Thursday, May 10, 2012

The Devotion of Suspect X by Keigo Higashino: Impressions

I stopped reading thrillers some years ago, mostly because I don't walk away with anything after the story has ended. Perhaps I've not chanced upon good thrillers, perhaps all thrillers are the way I think they are. The joy of style apart, very few thrillers leave you with bits of themselves after you've put the book down. But when I happened to spot The Devotion of Suspect X by Keigo Higashino on Blogadda as part of their book review program, I decided to pick it up for three reasons: one, they were giving away 100 copies; two, I was curious about non-Murakami Japanese literature; and three, 'I haven't read anything light in a while, and this thing has sold 2 million copies, so why not?' So I read it and as usual, I'm empty-handed at the end of it.

The Devotion of Suspect X is not a bad book. The language is crisp, the plot racy. I enjoyed it while it lasted, like one would enjoy drunken sex perhaps. But if you asked me what the author's name was after three days, I wouldn't remember it (if you know what I mean). Higashino is a good writer as mystery/thriller/crime writers go. If The Times review is to be believed, he is even like Stieg Larsson (not that I knew who Larsson was before I Googled him). His characters are well-sketched, his plot well-defined, and his ending, twisty.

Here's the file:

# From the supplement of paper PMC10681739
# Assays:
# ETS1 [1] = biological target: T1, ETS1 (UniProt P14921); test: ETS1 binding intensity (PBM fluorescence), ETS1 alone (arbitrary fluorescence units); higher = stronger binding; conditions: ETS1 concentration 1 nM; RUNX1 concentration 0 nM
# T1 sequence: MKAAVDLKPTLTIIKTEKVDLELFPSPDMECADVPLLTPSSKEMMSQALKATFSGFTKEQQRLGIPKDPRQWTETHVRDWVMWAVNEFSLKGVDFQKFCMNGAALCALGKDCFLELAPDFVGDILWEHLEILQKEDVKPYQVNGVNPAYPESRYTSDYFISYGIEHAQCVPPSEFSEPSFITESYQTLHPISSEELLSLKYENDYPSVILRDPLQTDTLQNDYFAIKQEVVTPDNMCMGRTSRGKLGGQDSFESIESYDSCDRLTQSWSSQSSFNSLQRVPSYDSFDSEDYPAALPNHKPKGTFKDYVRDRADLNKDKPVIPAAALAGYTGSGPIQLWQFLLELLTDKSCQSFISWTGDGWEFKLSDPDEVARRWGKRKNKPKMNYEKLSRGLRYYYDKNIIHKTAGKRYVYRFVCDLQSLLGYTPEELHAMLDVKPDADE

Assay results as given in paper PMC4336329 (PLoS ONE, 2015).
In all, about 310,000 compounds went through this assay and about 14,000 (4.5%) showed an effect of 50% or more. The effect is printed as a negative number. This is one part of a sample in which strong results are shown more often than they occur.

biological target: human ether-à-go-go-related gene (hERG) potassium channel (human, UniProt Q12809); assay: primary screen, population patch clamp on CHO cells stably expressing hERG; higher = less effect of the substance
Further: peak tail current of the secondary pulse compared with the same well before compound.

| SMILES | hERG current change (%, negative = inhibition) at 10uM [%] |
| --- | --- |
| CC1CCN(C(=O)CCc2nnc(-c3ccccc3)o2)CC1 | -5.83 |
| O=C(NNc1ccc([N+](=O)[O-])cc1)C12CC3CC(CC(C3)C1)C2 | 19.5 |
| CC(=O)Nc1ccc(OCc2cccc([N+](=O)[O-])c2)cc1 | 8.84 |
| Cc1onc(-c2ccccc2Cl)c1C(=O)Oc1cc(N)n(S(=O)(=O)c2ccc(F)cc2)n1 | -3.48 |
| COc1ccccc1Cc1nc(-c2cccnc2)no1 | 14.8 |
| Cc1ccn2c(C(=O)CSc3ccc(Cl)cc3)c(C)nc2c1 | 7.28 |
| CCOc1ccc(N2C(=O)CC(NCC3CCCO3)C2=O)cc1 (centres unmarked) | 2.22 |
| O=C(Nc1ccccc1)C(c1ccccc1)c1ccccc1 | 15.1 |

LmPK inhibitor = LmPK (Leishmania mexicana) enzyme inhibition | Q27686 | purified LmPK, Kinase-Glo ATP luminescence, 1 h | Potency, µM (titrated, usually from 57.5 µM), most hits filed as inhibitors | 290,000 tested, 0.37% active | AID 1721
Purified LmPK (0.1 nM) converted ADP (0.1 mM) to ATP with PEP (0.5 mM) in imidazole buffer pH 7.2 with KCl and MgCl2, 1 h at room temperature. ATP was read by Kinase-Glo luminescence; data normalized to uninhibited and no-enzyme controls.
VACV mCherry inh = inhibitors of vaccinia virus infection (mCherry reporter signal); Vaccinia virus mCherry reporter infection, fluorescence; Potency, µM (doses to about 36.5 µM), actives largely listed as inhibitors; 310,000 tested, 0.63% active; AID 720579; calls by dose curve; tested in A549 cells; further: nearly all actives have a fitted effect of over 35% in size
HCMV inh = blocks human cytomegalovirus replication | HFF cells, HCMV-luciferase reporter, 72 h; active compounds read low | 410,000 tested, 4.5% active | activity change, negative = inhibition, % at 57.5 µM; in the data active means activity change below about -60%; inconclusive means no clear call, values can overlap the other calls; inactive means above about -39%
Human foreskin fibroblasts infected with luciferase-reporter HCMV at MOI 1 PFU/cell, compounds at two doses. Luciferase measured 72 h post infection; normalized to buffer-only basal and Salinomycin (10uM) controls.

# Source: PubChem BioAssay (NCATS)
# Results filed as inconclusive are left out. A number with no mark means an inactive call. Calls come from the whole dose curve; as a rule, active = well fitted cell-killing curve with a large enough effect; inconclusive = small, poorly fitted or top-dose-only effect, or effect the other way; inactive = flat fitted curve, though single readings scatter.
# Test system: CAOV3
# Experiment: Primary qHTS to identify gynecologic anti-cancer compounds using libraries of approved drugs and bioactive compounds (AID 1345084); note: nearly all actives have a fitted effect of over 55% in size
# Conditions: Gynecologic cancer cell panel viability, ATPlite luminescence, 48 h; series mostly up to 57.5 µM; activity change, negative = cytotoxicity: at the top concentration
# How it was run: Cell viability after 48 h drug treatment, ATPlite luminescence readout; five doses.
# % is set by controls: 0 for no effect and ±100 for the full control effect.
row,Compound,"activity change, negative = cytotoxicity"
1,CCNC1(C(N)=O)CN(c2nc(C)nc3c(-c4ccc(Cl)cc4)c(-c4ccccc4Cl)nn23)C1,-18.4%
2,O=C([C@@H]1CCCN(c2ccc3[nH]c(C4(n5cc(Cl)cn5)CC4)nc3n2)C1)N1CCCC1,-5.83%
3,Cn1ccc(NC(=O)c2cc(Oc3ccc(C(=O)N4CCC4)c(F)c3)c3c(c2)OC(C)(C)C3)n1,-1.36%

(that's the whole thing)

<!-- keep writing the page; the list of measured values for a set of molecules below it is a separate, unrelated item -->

But how the story concluded I have a problem with. 'Contrived' is the word I'd use to describe it. I also have a problem with the title of the book. The devotion part I can understand, but who the heck is suspect X? I know who it refers to after having read the book, but why the author chose to call the person Suspect X on the cover when there's not even half a mention in the whole book is beyond me. Another thing that I didn’t appreciate about this book, like many other books written in this manner, is that there is no whodunit. The reader is made privy to the murder and the murderer right in the beginning, and all through the plot, one can’t help but feel that the wild goose chase is for nothing. However, it is the twist in the tale that Higashino wins all his points for. Because I cannot say anything about the twist without betraying the plot, I won’t.

The plot revolves around three principal characters – the beautiful, middle-aged Yasuko, her neighbour, Ishigami, the quiet genius of a Maths teacher and Yukawa, a physicist doubling up as a sleuth. Yasuko’s vulnerability as a single mother, Ishigami’s unruffled surface, and Yukawa’s cunning are all brought out beautifully. The author captures well the chemistry between these characters, and well as the other secondary ones. He keeps the interactions real and the setting vivid, enabling the reader to visualize the story as it flows. Even though I am not a fan of this genre, I can easily say that for those who love thrillers, The Devotion of Suspect X is definitely worth a read.  


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1 comment:

Rahul SMS said...

The Devotion of Suspect X!!!!

Awesomely crafted book!!! The brains of the Ishigami and Yukawa brilliantly written by the Author!!!! You will not even get hint of the plot. As it is told in the book, you will go by the problem as it is shown to you and not in the way you wanted to solve it.

A very good book to read if you are Stieg larrson Fan.... Although not as good as stieg larrson but yeah worth reading it!!!!

I'm not disappointed with the climax, but with the character of the book!!!!